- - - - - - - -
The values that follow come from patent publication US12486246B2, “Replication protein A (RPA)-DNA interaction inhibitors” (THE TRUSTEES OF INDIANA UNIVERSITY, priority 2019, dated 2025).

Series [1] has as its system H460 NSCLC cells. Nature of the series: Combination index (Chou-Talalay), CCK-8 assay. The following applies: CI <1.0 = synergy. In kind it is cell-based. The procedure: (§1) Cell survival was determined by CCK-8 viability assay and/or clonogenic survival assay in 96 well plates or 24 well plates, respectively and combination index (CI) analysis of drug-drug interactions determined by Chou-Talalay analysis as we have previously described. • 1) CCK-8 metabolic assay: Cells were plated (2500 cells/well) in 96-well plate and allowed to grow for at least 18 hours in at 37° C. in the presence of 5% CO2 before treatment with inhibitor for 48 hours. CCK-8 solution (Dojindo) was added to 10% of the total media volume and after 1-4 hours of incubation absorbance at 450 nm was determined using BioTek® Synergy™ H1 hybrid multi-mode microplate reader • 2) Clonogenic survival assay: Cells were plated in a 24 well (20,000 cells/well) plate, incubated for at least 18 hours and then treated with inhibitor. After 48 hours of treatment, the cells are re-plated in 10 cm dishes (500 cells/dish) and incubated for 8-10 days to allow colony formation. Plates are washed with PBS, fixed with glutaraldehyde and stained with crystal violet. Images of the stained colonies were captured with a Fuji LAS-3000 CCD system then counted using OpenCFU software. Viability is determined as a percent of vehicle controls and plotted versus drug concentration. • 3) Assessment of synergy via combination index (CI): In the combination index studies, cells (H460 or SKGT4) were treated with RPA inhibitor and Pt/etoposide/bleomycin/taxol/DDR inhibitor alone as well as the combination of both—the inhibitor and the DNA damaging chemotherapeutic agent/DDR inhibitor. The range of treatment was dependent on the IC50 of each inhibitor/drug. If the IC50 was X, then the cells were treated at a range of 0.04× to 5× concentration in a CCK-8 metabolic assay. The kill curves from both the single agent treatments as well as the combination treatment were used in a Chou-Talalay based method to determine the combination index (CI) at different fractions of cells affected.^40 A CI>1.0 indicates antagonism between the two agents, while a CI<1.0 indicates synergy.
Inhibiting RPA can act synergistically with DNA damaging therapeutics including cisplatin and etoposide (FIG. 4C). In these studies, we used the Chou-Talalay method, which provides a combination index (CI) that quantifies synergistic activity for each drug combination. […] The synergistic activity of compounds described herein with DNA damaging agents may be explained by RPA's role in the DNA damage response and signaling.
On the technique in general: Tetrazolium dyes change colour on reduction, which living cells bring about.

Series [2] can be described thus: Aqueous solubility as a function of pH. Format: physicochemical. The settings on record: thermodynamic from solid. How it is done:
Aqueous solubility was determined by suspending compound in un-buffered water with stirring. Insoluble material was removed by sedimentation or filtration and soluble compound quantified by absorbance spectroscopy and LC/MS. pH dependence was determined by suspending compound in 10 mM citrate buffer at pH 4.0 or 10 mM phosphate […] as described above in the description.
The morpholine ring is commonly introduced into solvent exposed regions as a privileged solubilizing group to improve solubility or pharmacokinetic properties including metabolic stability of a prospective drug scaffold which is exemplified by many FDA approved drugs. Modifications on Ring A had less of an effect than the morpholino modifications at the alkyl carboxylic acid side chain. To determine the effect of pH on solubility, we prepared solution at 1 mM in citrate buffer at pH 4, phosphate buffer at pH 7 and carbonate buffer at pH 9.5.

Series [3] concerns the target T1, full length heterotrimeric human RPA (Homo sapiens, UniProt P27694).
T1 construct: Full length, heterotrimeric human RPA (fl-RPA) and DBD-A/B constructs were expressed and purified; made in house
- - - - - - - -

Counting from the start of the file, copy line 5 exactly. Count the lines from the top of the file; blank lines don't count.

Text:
Series [2] can be described thus: Aqueous solubility as a function of pH. Format: physicochemical. The settings on record: thermodynamic from solid. How it is done: